Race Across America (RAAM) is coming to Washington again this month.
The annual transcontinental bicycle race makes its fourth appearance in Washington and 10th consecutive trip to this area. From 2003-08, the race had a time station in Marthasville.
This year’s race runs from Oceanside, Calif., and goes to Annapolis, Md. Solo women and the 60-plus men started June 12. The solo men will begin June 13 and all teams will start June 16.
This year, Time Station 34 will be at Revolution Cycles in Washington, the same place it’s been since the tour moved to the south side of the Missouri River.
For those not familiar with RAAM, it does not run like the Tour de France or the former Tour of Missouri. You’re not going to see a large number of riders charging through this area at one time. Riders leave Oceanside and roll at their own pace along the route. That means you could run across riders and their support teams at any time of the day or night.
The route through this area is Highway 94 east from Jefferson City to Highway 19 north of Hermann. Riders turn south, cross the Missouri River, and then turn east on Highway 100, going through New Haven before reaching Time Station 34 at Revolution Cycles.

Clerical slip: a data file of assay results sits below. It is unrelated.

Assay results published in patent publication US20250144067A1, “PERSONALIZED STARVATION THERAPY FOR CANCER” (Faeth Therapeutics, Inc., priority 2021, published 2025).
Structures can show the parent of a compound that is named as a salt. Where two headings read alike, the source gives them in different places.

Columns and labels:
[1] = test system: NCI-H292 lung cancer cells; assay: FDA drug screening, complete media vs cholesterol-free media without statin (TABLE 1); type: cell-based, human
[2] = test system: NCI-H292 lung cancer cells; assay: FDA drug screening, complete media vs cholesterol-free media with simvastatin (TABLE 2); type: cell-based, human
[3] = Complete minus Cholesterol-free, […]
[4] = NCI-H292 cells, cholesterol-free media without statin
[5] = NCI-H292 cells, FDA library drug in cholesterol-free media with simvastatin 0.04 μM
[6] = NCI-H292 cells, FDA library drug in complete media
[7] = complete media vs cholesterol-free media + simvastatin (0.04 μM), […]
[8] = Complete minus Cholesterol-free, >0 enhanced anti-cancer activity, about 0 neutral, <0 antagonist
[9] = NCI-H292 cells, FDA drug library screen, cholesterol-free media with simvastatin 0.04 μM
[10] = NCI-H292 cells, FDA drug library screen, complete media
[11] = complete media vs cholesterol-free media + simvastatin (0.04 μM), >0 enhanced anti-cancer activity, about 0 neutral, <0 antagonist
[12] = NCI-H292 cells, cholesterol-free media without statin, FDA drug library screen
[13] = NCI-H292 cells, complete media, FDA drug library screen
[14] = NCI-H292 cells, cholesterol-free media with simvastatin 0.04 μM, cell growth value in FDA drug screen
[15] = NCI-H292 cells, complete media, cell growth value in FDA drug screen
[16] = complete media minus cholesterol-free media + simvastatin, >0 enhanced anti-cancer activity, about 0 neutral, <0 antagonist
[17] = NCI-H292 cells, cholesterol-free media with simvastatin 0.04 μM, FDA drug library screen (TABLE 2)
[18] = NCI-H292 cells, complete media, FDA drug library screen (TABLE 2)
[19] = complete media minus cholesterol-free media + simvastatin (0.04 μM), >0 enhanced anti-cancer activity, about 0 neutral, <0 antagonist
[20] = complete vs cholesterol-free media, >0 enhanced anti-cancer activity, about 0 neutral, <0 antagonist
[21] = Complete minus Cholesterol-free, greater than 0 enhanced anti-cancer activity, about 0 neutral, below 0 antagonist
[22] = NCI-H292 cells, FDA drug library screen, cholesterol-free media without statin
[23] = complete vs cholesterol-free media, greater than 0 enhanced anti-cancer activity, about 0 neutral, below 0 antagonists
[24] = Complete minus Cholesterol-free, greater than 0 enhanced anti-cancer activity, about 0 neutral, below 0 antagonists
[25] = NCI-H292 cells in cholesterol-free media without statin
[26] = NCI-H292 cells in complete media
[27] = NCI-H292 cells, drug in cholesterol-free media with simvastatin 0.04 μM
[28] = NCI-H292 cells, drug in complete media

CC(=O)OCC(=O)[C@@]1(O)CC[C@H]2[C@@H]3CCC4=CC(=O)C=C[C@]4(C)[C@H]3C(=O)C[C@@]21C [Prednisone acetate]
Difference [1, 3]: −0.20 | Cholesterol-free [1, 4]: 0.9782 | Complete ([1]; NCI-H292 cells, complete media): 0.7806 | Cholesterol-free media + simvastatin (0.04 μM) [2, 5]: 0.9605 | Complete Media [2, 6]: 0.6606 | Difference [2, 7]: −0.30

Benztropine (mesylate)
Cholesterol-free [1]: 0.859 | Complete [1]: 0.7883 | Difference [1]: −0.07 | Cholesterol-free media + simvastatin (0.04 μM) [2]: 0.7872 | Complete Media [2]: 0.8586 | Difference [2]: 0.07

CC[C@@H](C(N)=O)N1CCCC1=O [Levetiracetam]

From the time station, the teams continue east on Highway 100, turning left on Highway 47 and riding across the Missouri River bridge. From there, the teams continue to Highway 94, turning right and going through Dutzow. Teams continue on Highway TT to Highway T, turning left. The teams continue to the intersection with Highway D at Cappeln and transit east to New Melle. The route then follows Highway Z north into Wentzville.
Motorists are asked to be alert during the race. Riders are supposed to be in close contact with their support teams, but it is possible to find a rider a little away from his or her team if the chase vehicles are refueling or stopped for supplies.
Two riders have been killed during the race since it started coming through this area in 2003, although neither fatality happened in Missouri.
At least two riders have been injured in Missouri in recent years, but one of the accidents appeared to take place as two rival teams were fighting for the lead in one division north of Hermann. Cyclists are supposed to follow road rules.
While RAAM doesn’t bring a huge economic impact to the local area, it does go a long way toward the area’s international reputation among cyclists and others, which potentially could impact tourism.
For example, folks around Del Rio, Texas, probably have a bad impression of Missouri. Dex Tooke, who competed last season reported being assaulted by a motorist in Missouri during the 2011 race.
“One time in the Ozark Mountains I was going uphill about 8 miles an hour and cars behind me were all mad because they wanted to get around me,” Tooke said in an article currently posted on mywesttexas.com. “One upset motorist came around me and the mirror of his truck hit my shoulder. It was all intentional. I could have stopped and filed a police report but it would have taken some of my precious time.”